"kind of like the Grand Canyon".  This is no proof at all, even if we do
something suspect like believe your enemies the trolls.

> "To wit, spirit-plane manifestations of dead folks.  From the point of view
> of _theists_, this is somewhere between cold comfort, and a Dire Warning."

> Fine, Dire Warnings do well to promote devoutness.

What, a Dire Warning against the thing you repeatedly cite as something that
should give them _hope_ (nay, certainty) of a (pleasant) afterlife?

> "Guess someone was Slacking when Faltikus was appointed, non?"

> Guess illuminates are different, non?

The very fact that you resort to assuming that all these dubious types are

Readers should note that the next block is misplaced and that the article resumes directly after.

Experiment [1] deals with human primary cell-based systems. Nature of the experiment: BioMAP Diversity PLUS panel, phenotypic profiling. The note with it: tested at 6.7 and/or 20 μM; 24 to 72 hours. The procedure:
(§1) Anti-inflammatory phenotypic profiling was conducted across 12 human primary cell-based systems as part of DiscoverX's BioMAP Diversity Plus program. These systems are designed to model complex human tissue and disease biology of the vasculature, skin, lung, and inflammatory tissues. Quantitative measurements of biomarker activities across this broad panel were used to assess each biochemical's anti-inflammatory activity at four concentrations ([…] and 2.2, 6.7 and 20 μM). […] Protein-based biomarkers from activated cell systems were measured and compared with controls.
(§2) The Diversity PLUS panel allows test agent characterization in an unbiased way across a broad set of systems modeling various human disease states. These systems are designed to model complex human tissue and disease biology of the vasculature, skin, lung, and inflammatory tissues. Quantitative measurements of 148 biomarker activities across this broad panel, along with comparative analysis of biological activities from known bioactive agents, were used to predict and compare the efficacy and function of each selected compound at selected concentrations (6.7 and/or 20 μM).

Illuminates illustrates that far from finding it "problematic", you're all
too ready to use it as an explantory device.

What I don't see, however, is how Illumination fits into a scheme of things
where Gods are completely conscious, and interventionist.  Why do they
find themselves giving divine magic to these heels, and persistantly missing
when they try to zap them with spirits of retribution, just because they've
answered a few fake-Zen questions?



From: (Nils Weinander)
Subject: Runic ruminations etc
Message-ID: <>
Date: 8 Jul 94 13:43:44 GMT
X-RQ-ID: 5074

Nils Weinander writing

Martin's Orlanthi national character:
>Hope you like it.  

I do. Is there more coming, e.g. the various tribes of Sartar?

Mark Foster's Megaera saga:
Great story.

A new Teshnos thought came sneaking into my mind yesterday. With the
famous lethargy, Teshnos should be a sitting duck for raiders and